I would love to see a study about the quality of the pictures as they relate to sale of the listings. I skiped over listings with no pictures, but I also skip over listings with bad pictures. Am I alone? I don't think so. There are an abundance of homes on the market right now. I couldn't possibly see them all. Picture quality is a good way to filter listings. I don't even read the details of the listing unless something in the pictures piques my interest. A picture is worth a thousand words. They tell a much bigger story than the story about the house.
The pictures tell me whether or not the listing agent is reputable. I work with the understanding that if the pictures are bad, then the listing agent isn't reputable, thus I question the listing itself. After all, if a listing agent won't even fully honor the listing agreement with the seller, where does the end of the deception lie? What is not going to be disclosed by a less-than-dutiful agent? In my recent home search, I saw some pictures that were so bad (or so few) that they suggested a breach of fiduciary responsibility. I ended up setting up a database and I went through every MLS listing in my current area and rated the pictures. I learned that picture analysis is a GREAT way to find out which agents AND AGENCIES I should avoid when it comes to either buying or selling a house.
I didn't need to look at ALL the listings, because the patterns were so clear, but I did because the more I searched for a home, the more I learned about the real estate business. As my curiosity grew, so did a business idea that I will bes test-marketing next week. (Gail Ink - www.gailink.com )
Not only did my study introduce me to the unprofessional agents who represent their listings poorly. My study showed that the unprofessional agents all seem to work for the same agencies. I found that curious until I talked to the agent with the best pictures. Guess how she fishes for new listings! Guess who my new agent is.
I also wish that floorplans were included. It would make life easier for the selling agents as well as the buyer. I understand that showings per buyer have more than doubled since the inception of the Internet as the way to begin a house search. Is this a way to reduce an agent's workload and serve the seller better? It seems to me that an extra hour spent posting the listing with a floorplan may save tens of hours in showing the same house over and over again.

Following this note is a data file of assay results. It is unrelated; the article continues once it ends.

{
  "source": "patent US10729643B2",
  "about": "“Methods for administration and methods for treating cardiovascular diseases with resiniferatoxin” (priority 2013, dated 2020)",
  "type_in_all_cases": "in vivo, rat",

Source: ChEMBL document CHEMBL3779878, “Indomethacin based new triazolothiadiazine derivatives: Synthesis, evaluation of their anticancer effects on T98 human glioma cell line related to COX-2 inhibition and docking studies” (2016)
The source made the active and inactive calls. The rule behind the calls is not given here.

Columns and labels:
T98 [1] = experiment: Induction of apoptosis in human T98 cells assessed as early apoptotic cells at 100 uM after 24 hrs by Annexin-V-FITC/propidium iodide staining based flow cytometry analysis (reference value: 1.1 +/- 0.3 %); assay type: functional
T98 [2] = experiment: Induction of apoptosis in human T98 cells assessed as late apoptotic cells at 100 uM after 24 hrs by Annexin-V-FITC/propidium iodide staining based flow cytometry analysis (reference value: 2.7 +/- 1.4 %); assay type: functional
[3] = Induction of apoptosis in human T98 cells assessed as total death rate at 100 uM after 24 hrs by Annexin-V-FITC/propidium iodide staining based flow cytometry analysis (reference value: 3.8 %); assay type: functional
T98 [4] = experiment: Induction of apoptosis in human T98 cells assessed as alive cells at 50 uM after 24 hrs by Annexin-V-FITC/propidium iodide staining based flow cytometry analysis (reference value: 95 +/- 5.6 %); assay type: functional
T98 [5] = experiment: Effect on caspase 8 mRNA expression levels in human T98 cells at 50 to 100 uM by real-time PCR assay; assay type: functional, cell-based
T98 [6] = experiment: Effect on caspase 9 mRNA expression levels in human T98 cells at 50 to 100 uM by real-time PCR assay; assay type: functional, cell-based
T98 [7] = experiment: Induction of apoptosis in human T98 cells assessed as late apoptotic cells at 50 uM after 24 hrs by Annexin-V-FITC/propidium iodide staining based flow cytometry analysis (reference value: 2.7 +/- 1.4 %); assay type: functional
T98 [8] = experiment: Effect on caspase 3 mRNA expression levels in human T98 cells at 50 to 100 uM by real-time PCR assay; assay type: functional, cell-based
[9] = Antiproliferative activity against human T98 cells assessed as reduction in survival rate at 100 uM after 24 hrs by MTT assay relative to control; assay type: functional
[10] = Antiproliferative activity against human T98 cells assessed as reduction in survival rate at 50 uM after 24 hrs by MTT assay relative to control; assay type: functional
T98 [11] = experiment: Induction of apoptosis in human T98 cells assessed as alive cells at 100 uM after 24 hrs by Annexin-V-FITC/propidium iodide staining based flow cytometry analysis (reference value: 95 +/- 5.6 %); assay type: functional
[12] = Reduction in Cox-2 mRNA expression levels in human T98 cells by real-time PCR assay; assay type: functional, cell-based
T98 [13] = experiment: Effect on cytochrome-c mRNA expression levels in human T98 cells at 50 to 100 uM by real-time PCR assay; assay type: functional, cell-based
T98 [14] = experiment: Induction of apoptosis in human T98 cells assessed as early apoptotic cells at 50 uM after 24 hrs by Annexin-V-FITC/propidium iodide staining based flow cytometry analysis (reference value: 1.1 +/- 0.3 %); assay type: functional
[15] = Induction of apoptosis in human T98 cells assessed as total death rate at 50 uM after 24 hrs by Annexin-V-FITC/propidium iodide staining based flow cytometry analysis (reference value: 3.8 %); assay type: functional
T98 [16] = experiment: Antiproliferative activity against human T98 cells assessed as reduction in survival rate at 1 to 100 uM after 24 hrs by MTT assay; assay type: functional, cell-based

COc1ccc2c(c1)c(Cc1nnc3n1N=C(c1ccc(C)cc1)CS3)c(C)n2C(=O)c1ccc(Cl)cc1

Thanks for your article.
Joe, I was glad to run across your article. I always wondered why you would see 24 to 36 photos of $10,000+ vehicles posted online but then see house listings of $200,000 and up that had just four to eight photos. Just today I saw a house listing that had eight photos where six of those were just different angles of the front exterior.
If the lack of photos is indicative of the effort an agent is going to put into selling the house or if the house is so bad they don't want to post photos then I'm not going to waste my time inquiring about it.
Thanks for the excellent article.
Wow lucky us here down under!
We can get up to 25 photos plus floor plans and a virtual tour.
We place a big emphasis on our photos and use the best guy in the business - and we're getting the results. Good photos help position the property in the buyers mind.
It's a visual world and people are now used to seeing GREAT photography of everything - makes sense to use great photos of a product when you are trying to convince someone to invest their life savings into it!
We have far too many listings in our market with NO INTERIOR PICS. And sellers wonder why their listings expire with no offers. There is too much inventory available to waste your time begging for pics from a listing agent who isn't doing their job.